“Clague Tree” Will Honor Westlake Roots

A special tree for Westlake…the day AFTER Arbor Day

Clague-Family-Tree-for-WebOn Arbor Day millions of Americans will celebrate Arbor Day with a tree planting. On Saturday April 25th (the next day) Westlake will celebrate with a tree dedication….one that represents a historical local family with branches going back to the 1600’s.

The Westlake Historical Society and the city of Westlake will be the recipient of months of research on the Clague family…the family named for Clague Park, Clague Road and of course Clague House, home of the Westlake Historical Society and the home built by Robert and Margret Clague. But this tree was artist-created, family history researched, printed, framed and will be hung inside the Clague home, 1371 Clague Road, Westlake, on a wall mysteriously vacant for many years (an old picture indicates there was something there years and years ago-possibly of Charles Clague’s likeness). A daughter, Sophronia Clague, was known to cover the walls with photographs. Members think Sophronia WOULD love this…some think she WILL love this as there has always been a notion that spirits reside in the home.

Lysa Stanton and husband Dave Pfister, immediate past and current presidents of the Westlake Historical Society have longed for a further knowledge of the Clague Family for many years and so their dream was realized when family history consultants Betty Franklin and Sandy Gray and artist and illustrator Val Lesiak volunteered to search and create a tree.

The presentation will occur at 8:30am during the Welcome at the 12th Annual Family History Conference at the Church of Jesus Christ of Latter-day Saints, 25000 Westwood Road, Westlake, on Saturday April 25. There are 113 names on the tree with 24 families and research of 222 events. Genealogist Betty Franklin remarked that “it was very rewarding to find the ancestors of a hard-working family who contributed to the beginning of Dover/Westlake by taming and making the land productive with their fruit trees.” That information led to the artist rendition of the family apple tree. The branches join together to make unions with the roots of the tree the sons and daughters of Robert and Margret Clague. The artist included a banner to identify the family name as well as using the Isle of Man’s motto at the bottom of the tree since this family can count that as the homeland.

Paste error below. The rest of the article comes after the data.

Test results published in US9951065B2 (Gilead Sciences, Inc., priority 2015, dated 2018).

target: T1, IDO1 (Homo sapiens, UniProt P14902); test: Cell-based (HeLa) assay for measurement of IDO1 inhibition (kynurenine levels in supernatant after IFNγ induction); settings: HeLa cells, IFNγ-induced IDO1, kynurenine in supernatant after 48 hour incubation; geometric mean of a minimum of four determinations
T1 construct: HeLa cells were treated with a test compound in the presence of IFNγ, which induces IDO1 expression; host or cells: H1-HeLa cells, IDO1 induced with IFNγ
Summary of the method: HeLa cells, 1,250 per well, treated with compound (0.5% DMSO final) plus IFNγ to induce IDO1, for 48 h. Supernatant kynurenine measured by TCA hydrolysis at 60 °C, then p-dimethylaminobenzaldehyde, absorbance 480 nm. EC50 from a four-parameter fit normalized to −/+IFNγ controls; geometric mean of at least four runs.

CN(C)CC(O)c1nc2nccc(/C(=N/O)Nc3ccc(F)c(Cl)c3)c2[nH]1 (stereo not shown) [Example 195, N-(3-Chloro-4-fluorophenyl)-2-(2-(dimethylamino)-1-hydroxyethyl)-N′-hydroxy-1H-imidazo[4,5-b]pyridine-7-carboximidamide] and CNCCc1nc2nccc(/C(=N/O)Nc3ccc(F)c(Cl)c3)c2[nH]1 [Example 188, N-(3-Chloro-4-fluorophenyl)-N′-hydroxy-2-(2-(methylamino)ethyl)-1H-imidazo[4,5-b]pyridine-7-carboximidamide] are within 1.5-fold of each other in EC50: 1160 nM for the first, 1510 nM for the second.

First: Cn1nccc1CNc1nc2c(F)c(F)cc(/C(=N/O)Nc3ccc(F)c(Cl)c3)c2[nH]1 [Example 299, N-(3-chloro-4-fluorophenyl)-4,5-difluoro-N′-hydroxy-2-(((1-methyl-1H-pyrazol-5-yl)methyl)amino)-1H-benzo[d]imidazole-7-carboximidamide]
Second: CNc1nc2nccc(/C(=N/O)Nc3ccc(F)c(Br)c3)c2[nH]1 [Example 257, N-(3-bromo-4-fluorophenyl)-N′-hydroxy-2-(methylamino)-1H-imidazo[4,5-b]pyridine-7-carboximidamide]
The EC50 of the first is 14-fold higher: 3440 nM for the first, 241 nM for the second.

Genealogist Sandy Gray was excited by the Isle-”they didn’t and still don’t in some areas have number addresses there, instead the name of the farm is the address.” Ms. Gray found the marriage contract for Finlo and Isabelle Clague, dated 1685, which mentions BallaCregga, the name of the farm that Robert Clague’s father owned-that gave her a place to anchor her research. Fellow genealogist, Betty Franklin, credits the Manx National Heritage Musuem with original images of documents. Websites included  FamilySearch, MyHeritage, Ancestry, Find A Grave and Dusty Docs for the most information on parish registers and wills. The challenges included non-standardized spelling of family names (Clague was Claige). The family historians were recently able to verify the information they had gathered when data  was released by the Isle of Man to FamilySearch, a site operated by the Church of Jesus Christ of Latter-day Saints and available without cost to anyone desiring to research individuals and families.

It took months and months to gather this family information; Betty Franklin suggests those interested in establishing a tree to always start by interviewing your family for stories, pictures and documents…look in those attics, closets or basements. Little information is needed to begin, just a name. For one-on-one assistance, attend a local Family History Center at the Latter-day Saint churches in Westlake, Medina, Kirtland or Medina. Cleveland Public Library, Fairview Park Library and Western Reserve Historical Society are also resources for a search. These facilities have trained staff and assistance is always offered without cost. For more information go to lds.org or call 440.777.1518.

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